I like a good label…
No, not Valentino. Not Prada. Not Casa Amigos.
Did someone say Tequila?
The labels I’m talking about are the ones I use to describe Sebastian’s special needs. OCD. ADHD. Anxiety. Throughout my journey with my son, up to and including the AMAZING responses to my first Motherlucker piece, I hear one refrain more than any other. “F*ck labels! Who cares about the label? He is great!’ Well, yes, he is great. But those labels? I care about them. I need them. And so does Sebastian and millions of kids like him.
This summer we traveled to Europe as a family. Now, airports can stress the very best of us. A twelve-year-old with an anxiety disorder? Airports are torture. Sebastian would tell you that he finds comfort in facts. In concrete thoughts. It’s why he loves math. Airports are the opposite of math. Airports may be where math goes to die. How long is the security line? Why are those people going ahead of us? Why aren’t we moving? Is the plane on time? Triggers everywhere.
I know you extraordinary Motherluckers reading this are already thinking of ways to make travel easier. Leaving home with plenty of time to spare. Packing special snacks and favorite toys. Charged screens. Paying for a service like Global Entry. Yeah. That’s a good one, right? I think so, too. It’s why my husband has it. My sons have it. Yup. You guessed it. For reasons defying logic, I do not have the magical card to speed me through lines…
So there we were this July, stuck in line at JFK, and Sebastian’s anxiety was ramping up by the second. The more agitated he became the more he talked. He repeated himself. He got loud. To the average bystander he likely sounded like he was having an epic tantrum. His anger was mostly directed at me. He called me stupid. He called me lazy. He demanded extra allowance to make up for the wait. I’m accustomed to these melt downs. I know he can’t help himself. Anxiety is hard for adults to manage, so my empathy for my twelve-year-old son is enormous. I did my best in the moment. I actively listened. I repeated back to him the words I heard so he knew I listened. I stayed calm. I did NOT tell him to stay calm. I avoided eye contact with the people around us and when they stared at Sebastian I quietly and kindly asked them not to as it makes it worse.
Finally we made it to the security agent. I exhaled thinking the worst was over. Yup. You guessed it. I was wrong. The gentlemen from TSA had heard Sebastian for a good seven or eight minutes. He looked at my son and asked, “Where are you going?’ Sebastian told him he was going to Italy. The agent proceeded to tell my son he was rude and ungrateful and that going to Italy is something very special and he should start behaving better. Sebastian remained upset but I saw shame wash over his face. Anxiety began to take hold of me. So did anger. Because I knew why my son was having a hard time. I knew he wasn’t being a brat.
Know what would’ve come in handy? A LABEL.
***WARNING*** This child has special needs. Please treat him kindly & accordingly***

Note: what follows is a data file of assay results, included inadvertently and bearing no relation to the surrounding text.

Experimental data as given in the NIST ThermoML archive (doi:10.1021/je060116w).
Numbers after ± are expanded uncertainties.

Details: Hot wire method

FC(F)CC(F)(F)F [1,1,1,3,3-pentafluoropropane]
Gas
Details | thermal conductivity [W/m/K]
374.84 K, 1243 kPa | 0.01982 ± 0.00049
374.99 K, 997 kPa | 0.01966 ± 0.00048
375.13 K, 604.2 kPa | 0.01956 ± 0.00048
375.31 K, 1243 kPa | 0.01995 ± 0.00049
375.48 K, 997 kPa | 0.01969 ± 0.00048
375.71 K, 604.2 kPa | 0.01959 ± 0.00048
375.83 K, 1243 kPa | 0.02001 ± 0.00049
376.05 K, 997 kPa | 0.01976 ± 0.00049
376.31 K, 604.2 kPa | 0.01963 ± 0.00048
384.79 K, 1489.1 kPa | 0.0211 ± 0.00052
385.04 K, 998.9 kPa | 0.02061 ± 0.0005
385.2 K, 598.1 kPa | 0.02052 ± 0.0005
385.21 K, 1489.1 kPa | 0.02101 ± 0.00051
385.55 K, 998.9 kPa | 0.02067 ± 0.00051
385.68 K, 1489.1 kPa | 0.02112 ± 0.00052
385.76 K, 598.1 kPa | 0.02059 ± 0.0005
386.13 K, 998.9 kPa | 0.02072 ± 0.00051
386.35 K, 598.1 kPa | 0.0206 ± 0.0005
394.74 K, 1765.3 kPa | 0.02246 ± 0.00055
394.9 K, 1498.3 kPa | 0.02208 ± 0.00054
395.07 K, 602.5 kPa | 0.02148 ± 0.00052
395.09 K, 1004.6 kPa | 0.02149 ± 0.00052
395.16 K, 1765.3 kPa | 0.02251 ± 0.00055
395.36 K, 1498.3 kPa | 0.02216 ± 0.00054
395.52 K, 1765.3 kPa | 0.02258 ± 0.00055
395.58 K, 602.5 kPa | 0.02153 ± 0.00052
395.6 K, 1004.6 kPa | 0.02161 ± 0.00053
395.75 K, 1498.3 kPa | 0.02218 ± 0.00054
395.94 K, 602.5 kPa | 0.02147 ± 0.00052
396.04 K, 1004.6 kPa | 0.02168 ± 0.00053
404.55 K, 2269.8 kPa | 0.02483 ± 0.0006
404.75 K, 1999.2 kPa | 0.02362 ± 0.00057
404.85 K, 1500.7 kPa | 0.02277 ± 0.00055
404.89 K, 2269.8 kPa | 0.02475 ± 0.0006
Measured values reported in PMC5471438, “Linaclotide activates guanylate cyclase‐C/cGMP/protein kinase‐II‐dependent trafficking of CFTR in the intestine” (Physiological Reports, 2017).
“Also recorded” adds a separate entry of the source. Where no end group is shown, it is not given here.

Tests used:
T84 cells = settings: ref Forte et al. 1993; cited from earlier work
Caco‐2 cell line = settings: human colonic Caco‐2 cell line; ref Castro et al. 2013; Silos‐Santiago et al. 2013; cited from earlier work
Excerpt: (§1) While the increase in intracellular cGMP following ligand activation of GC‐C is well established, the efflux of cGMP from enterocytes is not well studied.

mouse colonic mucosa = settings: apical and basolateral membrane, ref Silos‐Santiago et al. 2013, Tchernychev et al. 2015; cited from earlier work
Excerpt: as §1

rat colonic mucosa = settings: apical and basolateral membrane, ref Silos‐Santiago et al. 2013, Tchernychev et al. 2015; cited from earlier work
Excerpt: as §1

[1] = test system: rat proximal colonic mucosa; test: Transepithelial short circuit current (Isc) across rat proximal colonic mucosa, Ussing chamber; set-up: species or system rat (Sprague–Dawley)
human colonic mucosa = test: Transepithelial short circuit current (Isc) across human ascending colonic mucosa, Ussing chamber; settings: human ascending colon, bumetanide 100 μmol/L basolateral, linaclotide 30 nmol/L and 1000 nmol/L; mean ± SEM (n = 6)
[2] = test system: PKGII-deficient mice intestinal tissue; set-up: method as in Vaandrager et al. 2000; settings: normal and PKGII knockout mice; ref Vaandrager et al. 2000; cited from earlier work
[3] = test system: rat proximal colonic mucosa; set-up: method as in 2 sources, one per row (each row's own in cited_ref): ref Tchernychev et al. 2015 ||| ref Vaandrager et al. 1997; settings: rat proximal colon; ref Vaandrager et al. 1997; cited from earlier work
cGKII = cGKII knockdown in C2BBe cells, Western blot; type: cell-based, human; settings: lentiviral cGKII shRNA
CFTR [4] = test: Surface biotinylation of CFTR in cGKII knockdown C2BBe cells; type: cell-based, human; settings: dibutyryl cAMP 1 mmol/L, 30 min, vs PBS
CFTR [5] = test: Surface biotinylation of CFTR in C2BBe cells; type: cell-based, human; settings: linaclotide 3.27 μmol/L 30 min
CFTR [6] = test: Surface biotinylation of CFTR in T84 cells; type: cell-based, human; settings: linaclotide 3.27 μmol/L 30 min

Ok. That’s a dream. But what if that guard knew Sebastian was overwhelmed with anxiety- actual “diagnosed by a psychiatrist” anxiety? What if he understood that anxiety often looks like anger? That anxiety can cause rage? I am certain he would not have chastised him. ADHD, OCD, Anxiety are all medical diagnoses. The labels of mental health are hugely, wildly important. They inform. They educate. They guide. Mental Health issues, more often than not, can’t be seen. I’m frequently told “I don’t see it! Sebastian looks so “normal’!” First, the word normal can literally go to hell. Second, if the issue can’t be seen then it might not exist, right? WRONG. Wrong in every language and on every planet. WRONG. Mental Health labels sadly can be stigmatizing and limiting. Many in the special needs community don’t like to use them because they worry the labels pigeonhole children. Here’s the thing. The trouble isn’t the label. We use labels all the time to protect our kids. A peanut allergy isn’t shameful. Using the label “allergy” informs. It saves lives. No one believes if parents were simply stricter that pesky nut allergy would disappear.
The trouble isn’t with mental health labels. It’s with the judgements made when the labels are heard. My son is in no way defined by these words. He is a million wonderful, interesting complicated things and these labels are but three. But these labels are vital to understanding how he sees and interacts with the world. They are vital to how the world can best understand and interact with him. The label that is diagnosis can and should be a starting point. The labels are not the problem. Stigma is. Strangers thinking my son is a brat is a problem. Staring at a kid having a hard time is a problem. Using a label to help my son? Using labels to educate? Problem solvers.
Keep the label. Lose the judgment.
In the meantime? Here’s one more “label”. #WeAreDoingTheBestWeCan